JIM LEHRER: But the old city, there are many Israelis, as you know Mr. Beilin, who claim that has been part of Israel for a thousand years. And yet under your plan it becomes property — even though it’s open to Israelis — becomes property of the Palestinian state, correct?

YOSSI BEILIN: Only under our agreement Israelis will go there. If you go to Jerusalem you won’t find Israelis in East Jerusalem. If it is open, if there is security, they’ll go there. It will be accessible. People will go to the holy places; people will go to the different neighborhoods. This is the nature of our agreement. Today what we have is a virtual sovereignty over our own capital. Only two countries in the world recognize Jerusalem as the capital of Israel: Costa Rica and El Salvador. Now we believe that we have sovereignty over the Temple Mount but in the Temple Mount, the real sovereign is the Palestinian or the Islamic Waqf.

For three years since the visit of Sharon in Temple Mount, on the 28th of October 2000, no Jews were allowed to the Temple Mount because of the Islamic Waqf. We’re the sovereign but this sovereignty is only virtual. Only if there is an agreement and it is under the official sovereignty of the Palestinian state paradoxically because of the fact that there will be an agreement and there will be an international presence, it will be possible for every Jew to visit this place.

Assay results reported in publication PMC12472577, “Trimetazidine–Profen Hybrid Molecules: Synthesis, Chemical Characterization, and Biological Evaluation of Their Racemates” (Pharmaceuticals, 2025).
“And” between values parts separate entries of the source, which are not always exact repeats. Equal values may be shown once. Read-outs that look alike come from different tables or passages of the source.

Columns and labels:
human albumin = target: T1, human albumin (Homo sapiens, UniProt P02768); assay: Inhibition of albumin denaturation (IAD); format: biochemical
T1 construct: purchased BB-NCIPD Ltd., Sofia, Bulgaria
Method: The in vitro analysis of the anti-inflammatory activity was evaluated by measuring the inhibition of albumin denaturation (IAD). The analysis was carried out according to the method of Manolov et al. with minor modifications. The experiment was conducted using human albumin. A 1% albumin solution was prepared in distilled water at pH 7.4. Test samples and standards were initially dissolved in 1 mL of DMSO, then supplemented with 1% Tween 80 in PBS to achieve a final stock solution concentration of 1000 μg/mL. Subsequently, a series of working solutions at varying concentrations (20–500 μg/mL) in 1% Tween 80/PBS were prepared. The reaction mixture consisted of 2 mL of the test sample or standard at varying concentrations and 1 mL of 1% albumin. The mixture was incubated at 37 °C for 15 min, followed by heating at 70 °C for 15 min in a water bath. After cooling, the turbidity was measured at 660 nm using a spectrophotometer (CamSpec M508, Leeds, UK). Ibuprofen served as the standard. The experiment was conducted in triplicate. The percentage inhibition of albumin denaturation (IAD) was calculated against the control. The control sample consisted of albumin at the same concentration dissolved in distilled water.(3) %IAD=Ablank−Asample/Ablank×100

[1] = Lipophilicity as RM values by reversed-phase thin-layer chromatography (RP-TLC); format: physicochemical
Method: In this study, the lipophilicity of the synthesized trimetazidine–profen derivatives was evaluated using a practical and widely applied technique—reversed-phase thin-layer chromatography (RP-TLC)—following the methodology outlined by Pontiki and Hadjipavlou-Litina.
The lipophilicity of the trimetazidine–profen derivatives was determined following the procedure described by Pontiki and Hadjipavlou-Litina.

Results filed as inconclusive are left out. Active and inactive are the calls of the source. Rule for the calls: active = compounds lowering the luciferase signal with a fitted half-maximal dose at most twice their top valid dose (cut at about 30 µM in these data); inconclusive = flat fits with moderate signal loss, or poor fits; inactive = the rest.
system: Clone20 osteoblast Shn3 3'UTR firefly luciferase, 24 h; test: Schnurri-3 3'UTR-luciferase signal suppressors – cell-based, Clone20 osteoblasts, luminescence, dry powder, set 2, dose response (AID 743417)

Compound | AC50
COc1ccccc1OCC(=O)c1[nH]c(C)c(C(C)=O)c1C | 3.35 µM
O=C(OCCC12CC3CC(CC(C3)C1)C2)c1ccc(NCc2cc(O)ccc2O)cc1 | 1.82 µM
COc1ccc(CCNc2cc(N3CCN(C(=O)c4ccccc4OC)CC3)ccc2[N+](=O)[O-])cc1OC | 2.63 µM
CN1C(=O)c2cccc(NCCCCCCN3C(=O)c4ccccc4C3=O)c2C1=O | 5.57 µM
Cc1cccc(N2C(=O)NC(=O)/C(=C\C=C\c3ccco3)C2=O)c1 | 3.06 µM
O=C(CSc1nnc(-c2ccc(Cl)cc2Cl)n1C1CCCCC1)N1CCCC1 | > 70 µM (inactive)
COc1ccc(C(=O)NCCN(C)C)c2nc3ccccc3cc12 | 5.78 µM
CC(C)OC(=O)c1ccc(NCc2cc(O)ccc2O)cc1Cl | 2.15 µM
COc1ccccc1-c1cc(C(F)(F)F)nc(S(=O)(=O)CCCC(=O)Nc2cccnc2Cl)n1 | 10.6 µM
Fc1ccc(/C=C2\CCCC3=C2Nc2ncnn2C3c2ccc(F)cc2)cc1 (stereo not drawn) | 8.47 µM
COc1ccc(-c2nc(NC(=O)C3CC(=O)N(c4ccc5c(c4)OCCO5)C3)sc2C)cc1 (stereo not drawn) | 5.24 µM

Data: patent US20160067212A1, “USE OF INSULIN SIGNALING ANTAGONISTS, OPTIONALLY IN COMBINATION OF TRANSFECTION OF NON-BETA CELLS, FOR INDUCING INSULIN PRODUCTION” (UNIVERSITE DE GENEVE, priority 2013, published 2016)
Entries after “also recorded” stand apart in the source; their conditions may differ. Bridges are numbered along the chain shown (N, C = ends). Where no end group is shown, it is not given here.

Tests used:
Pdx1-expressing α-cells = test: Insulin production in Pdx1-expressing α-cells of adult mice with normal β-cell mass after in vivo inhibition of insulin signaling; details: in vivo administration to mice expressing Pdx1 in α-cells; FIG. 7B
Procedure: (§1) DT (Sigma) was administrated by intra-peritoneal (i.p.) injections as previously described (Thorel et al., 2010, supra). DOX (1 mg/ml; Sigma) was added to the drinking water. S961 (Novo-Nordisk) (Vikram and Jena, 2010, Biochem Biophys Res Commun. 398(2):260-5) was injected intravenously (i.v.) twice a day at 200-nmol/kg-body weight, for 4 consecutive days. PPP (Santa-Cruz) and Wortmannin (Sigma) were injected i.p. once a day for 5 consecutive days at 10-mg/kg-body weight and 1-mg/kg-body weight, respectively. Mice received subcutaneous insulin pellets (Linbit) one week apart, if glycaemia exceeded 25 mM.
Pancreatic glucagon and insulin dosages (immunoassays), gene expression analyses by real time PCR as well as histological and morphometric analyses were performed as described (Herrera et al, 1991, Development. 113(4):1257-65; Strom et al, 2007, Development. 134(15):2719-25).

JIM LEHRER: What about to the larger point about many people say there was Oslo Accord, there have been all kinds of past agreements — where essentially the same thing that you all have in terms of what was given to the Palestinians was in every one of them but none of the things that the Palestinians were supposed to do actually happened; in other words, the terrorism continued, the attacks on Israeli civilians continued despite some progress on returning some of the territories. How do you respond to that?

YASSER ABED RABBO: Well, I think that the past experience, especially in the past three years had shown the need to move forward towards a political solution.

I don’t want to go to the experience since Oslo because there are so many controversial issues. Israel, for example, continued the policy of building settlements — of annexation of Palestinian land. Also there were so many violations to the Oslo Agreement, but I don’t want to open this book now.

We want to look towards future. Now we have a plan. This is the first comprehensive and detailed plan that includes solutions without any ambiguity, without anything that is not resolved in it — in our history.